Will Total SA and Chevron Do Better in the Second Quarter?

During the first quarter, leading oil companies such as Total SA (NYSE: TOT) and Chevron (NYSE: CVX) haven’t performed well as their revenue dropped. But will these companies do better in the second quarter? Let’s see what has caused these companies to report lower revenues in the first quarter, and see if the circumstances changed to benefit their bottom line in the second quarter.

Will production rally?

In 2014, Chevron expects a rise in production; during the first quarter, however, its earnings reached only 53,265 million — nearly 6% lower than in the parallel quarter in 2013. One of the reasons for this fall is the 2.3% decline in the company’s global net oil-equivalent production. Its production increased in Nigeria, Angola and the United States, but their rally was offset by weather-related and unplanned downtime mainly in Kazakhstan. I.e. most of the decline in production was weather related. Since the weather conditions have improved in the past several months this factor is less likely to impede Chevron’s growth in production in the coming quarters.

Much like Chevron, Total’s first quarter results showed a 5.4% drop in revenue mainly due to a 6% fall in its production — specifically, its liquids production segment plummeted by 14%. The lower production in Total’s Africa, Middle East and South America regions more than offset the rise in production in Europe and Asia.

In the second quarter, Total expects its production to be adversely impacted by seasonal maintenance in UK, Norway and Thailand. Thus, Total’s investors are likely to see little or no growth in production in the second quarter.

Nonetheless, the company expects to augment its operations in the following years so that its production in the upstream segment, which accounts for the majority of its revenue, will reach 3 Mboe by 2017 — nearly 30% higher than in 2013.  Moreover, the company’s asset sales generated $13 billion in the past couple of years and are expected to generate $7 billion this year. This divestment program could allow the company to allocate more funds towards new projects and higher growth in production in the coming years.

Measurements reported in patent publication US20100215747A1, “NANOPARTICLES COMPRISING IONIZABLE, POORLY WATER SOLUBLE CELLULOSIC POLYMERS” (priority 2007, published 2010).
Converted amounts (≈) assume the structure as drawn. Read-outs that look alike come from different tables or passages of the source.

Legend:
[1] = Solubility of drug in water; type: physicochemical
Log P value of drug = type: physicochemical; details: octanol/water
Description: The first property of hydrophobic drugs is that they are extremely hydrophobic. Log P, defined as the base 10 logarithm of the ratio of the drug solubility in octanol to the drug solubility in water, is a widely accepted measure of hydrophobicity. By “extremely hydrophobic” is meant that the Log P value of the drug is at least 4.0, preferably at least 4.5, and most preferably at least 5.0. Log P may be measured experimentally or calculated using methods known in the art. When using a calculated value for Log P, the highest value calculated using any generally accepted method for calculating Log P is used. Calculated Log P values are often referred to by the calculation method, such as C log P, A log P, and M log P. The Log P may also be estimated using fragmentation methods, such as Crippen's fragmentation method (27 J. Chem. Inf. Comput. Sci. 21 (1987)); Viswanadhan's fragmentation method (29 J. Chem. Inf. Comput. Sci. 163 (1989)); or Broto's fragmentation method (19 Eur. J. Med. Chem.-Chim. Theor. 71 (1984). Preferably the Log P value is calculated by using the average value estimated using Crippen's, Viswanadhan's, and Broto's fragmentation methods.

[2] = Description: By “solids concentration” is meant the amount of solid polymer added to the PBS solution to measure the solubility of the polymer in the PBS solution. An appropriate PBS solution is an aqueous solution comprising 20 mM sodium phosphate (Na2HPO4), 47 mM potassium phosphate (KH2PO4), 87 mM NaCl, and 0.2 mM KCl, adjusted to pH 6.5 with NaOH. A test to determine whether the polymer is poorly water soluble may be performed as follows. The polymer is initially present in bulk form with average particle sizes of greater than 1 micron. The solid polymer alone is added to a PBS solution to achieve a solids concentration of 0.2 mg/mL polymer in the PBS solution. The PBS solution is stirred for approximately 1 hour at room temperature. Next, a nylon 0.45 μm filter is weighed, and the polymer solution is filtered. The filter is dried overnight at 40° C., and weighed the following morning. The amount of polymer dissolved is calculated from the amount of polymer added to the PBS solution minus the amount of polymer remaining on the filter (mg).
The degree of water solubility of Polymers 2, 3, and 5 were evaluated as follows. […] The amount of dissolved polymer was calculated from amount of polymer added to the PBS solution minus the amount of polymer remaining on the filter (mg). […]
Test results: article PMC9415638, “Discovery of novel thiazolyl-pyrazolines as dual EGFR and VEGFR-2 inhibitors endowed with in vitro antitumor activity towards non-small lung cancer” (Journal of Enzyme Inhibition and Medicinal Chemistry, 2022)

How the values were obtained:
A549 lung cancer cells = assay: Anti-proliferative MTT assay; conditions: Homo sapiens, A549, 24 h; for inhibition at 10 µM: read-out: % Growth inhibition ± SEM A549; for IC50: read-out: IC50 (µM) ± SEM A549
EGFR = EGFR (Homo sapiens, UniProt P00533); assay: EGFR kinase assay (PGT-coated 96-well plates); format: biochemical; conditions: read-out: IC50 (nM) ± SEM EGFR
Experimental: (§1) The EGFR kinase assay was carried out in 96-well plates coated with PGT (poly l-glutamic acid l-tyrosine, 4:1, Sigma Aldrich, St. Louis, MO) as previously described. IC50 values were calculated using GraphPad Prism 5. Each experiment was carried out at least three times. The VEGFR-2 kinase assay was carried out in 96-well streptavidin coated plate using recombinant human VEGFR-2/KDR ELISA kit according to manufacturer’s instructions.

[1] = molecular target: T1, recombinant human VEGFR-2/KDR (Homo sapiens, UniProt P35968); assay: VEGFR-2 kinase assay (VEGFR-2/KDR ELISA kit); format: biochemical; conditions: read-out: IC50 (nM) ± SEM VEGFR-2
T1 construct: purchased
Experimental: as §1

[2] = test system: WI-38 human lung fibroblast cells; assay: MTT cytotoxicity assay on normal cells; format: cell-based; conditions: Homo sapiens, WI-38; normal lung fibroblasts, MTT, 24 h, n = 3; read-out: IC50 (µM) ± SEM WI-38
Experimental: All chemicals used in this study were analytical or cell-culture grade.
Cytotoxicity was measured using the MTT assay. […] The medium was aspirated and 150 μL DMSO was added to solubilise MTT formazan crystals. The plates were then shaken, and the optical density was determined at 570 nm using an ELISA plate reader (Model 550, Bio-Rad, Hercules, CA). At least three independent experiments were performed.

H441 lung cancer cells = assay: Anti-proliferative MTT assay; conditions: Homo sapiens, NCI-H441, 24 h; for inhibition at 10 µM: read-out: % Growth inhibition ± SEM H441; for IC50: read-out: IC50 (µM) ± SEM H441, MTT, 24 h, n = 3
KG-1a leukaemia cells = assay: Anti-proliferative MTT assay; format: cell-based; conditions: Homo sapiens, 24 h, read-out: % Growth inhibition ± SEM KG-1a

Improved oil and natural gas prices

Another (obvious) factor that plays in favor of these oil companies is the progress in oil and natural gas prices. During the first quarter, Total’s average realized oil prices were 102.1 per barrel — nearly 4% lower than in the first quarter in 2013. Chevron hasn’t done much better; its U.S average realized price of oil and natural gas liquids was $91 during the previous quarter — more than 3% below last year’s price. The company’s international realized crude oil and natural gas liquids price was also 3% lower than in the same quarter in 2013.


During the second quarter (up to date), however, the price of Brent oil reached $108.5 per barrel — roughly 5% higher, year over year; the price of WTI oil is set at $101.8 per barrel, which is 8% above last year’s price. Natural gas prices also reached higher than normal levels. Despite their fall in the past couple of months, they are still well above last year’s prices. These higher energy prices are likely to reflect in these companies’ revenue.


Foolish bottom line

On a yearly scale both Chevron and Total expect to show a rise in their operations but in the second quarter only Chevron is likely to augment its production. Both companies, however, are likely to benefit from the modest rise in oil and gas prices in recent months.


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